Digital Citizenship #diglitclass

I just read/watched an enormous amount of information on digital citizenship.  After going through everything, I realized that I already knew what digital citizenship was, I just didn’t know the official name of it.  According to digitalcitizenship.net, digital citizenship is the norms of appropriate, responsible technology use.  This can include anything from security and privacy to cyberbullying and trolling.

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Photo CC-By Sean MacEntee

The topic that both interests an concerns me the most is cyberbullying.  I know that there are courses out there in our schools that are teaching students about digital citizenship, but I really think there needs to be a stronger emphasis made on cyberbullying.  One of the articles I found to have some of the most interesting statistics was called 7 Ways to Prevent Cyberbullying.  This article covers a lot of ways to prevent and/or deal with  cyberbullying if it is already happening.  There are two statistics from this article that stuck out in particular to me:

  1. 45% of children admit they have experienced bullying online.  Let that sink in for a second.  That means that almost half of students have encountered this form of harassment.  That is just an amazing, and sad, statistic to me.
  2. 70% [of students] admit they have witnessed cyberbullying.  Even if they aren’t being directly affected by it, most students are still seeing it.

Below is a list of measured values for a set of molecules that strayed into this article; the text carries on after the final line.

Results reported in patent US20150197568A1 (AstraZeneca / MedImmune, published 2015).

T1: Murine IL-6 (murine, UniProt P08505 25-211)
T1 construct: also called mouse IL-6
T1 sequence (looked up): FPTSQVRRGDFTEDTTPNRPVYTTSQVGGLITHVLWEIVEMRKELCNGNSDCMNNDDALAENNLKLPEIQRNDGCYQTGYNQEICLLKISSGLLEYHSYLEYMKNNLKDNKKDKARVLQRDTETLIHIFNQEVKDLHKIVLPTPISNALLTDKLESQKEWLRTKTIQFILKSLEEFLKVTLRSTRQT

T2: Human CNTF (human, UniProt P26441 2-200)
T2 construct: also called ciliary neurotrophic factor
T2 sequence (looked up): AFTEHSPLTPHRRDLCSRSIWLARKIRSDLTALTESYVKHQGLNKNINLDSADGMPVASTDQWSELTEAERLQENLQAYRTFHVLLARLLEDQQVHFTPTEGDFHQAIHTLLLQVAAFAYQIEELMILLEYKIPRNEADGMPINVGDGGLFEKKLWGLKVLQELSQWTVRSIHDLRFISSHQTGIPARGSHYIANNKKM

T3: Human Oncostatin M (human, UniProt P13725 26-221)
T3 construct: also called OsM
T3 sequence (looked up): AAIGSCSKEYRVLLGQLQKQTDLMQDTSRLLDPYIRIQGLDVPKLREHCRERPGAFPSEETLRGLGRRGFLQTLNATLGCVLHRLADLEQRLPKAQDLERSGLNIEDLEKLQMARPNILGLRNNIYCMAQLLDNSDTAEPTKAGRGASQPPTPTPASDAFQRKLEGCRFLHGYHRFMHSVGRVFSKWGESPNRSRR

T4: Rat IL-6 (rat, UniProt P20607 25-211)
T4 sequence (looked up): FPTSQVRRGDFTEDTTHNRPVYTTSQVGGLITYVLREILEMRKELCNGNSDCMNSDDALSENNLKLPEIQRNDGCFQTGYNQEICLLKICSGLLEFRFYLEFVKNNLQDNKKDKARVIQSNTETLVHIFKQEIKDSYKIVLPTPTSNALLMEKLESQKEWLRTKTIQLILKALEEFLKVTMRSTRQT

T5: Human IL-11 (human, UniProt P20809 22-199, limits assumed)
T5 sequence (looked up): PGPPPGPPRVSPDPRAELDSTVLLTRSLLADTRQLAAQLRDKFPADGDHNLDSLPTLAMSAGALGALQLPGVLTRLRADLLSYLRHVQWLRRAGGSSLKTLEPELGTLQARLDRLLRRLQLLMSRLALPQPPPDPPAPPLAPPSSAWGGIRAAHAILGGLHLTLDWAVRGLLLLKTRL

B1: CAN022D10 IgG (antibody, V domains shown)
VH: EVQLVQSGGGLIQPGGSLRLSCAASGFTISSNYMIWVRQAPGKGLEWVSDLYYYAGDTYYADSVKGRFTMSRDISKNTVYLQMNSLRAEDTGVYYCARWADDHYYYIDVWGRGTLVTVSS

One thing that really bothers me about cyberbullying is how do we, as adults and educators, not see this happening before it is too late?  One of the most well-known cyberbullying cases was that of Amanda Todd.  She made a mistake with her digital citizenship, and people came after her for it.  In no way do I blame her for what happened.  I just want to emphasize how important it is to be cognizant of what you are putting out there on the web.  No matter how many times you hit “Delete” you can never fully erase it from the internet.

However, the thing that bothers me the most is why is cyberbullying even happening to begin with?  I’m sure that this could be used in regards to some cyberbullies as well, but according to the New York Times article Dealing With Digital Cruelty, some researchers believe that trolls could actually be mentally unstable.  Is this the case with cyberbullies, or are they just kids being kids?  That is something that I would like to know the answers to.  Only then will we truly be able to prevent cyberbullying.

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